Then, all aspects of this team are rebuilt…..except 1.

      • Then, we somehow find some dirt on the Commissioner, Clayton Kershaw, and Chris Sale that would allow us to acquire their contracts for pennies on the dollar without giving anything up! 🙂 That fixes the last part of the rebuild!

      • If Cozart is signed for three years then we move Peraza to center and trade Hamilton. We need starting Pitchers to go forward. I think our on field ‘D’ and hitting is there. Winkler is traded if he can bring a young, good pitcher, because where do you play him, as left field is maned by ‘D’ and power.

        • The optimism of Cozart signing with the Reds is nice although I think there is no way he goes for 3 years on a team friendly contract. All star season and another All Star season prior to injury is going to push his salary.

          The middle infield is an interesting problem. I’m of the thought that Gennett should be a Dan Straily player. Get him for nothing and trade him while his value is high and really shoot for a 2019 – 2022 window.

          Remember, you have Senzel probably on the roster in 2019 and Suarez under team control. I’d take those two over Gennett who will only decline from here probably.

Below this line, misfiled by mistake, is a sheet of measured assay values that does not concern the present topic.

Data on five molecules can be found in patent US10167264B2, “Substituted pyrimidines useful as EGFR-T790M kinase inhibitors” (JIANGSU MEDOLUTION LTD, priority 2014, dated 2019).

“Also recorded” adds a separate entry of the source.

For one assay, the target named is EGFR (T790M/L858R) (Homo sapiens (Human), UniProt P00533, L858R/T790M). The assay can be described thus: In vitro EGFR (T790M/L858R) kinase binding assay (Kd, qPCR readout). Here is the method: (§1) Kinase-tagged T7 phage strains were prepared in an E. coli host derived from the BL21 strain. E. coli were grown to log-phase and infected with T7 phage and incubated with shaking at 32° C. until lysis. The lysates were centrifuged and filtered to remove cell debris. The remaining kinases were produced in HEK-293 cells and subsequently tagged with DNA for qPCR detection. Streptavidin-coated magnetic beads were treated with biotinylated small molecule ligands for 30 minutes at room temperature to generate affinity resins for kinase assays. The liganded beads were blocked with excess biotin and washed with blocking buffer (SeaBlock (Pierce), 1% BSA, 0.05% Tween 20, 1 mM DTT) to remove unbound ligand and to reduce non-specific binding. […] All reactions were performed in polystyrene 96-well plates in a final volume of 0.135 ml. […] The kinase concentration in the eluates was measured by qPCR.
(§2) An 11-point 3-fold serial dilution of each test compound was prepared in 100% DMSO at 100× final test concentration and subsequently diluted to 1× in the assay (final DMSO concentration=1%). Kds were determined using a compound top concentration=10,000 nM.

• The opinion of just about everyone I read on a regular basis is that defensive metrics need more than a full season to have any sort of reliability at all (some say 3 seasons). Which means “no” for Scooter this year. But, since he hasn’t reached physical decline age, we should be able to look at his whole career to paint a decent picture…

      From the DRS perspective, he’s at -6 for his career at 2B. Not terrible, but slightly below average. The entirety of that -6 comes from his ability to turn double plays. What this means is he’s involved in fewer double plays (starting and turning) than an average 2B when controlling for things like opportunities.

      From a UZR perspective, he’s at -4.4 per 150 games, which is a little worse than the DRS prognosis. Again, one of the main culprits here is his ability to turn double plays. Also, he has a pretty healthy negative adjustment for errors made, which means he commits more errors than average 2Bman. His range factor is slightly above average, so he’s getting to a decent amount of balls.

      From a RZR (revised zone rate) perspective, his .772 is average-ish, meaning he makes plays on an average amount of balls hit to his zone. With large samples, I really like this metric, because you can assume each player is getting a similar amount of hard hit grounders in the hole, up the middle, bad hops, etc. Compare that to the last GG winner (LeMahieu @ .802 RZR) and Gennett makes 3% fewer plays than a gold glover. Not terrible, I’d say.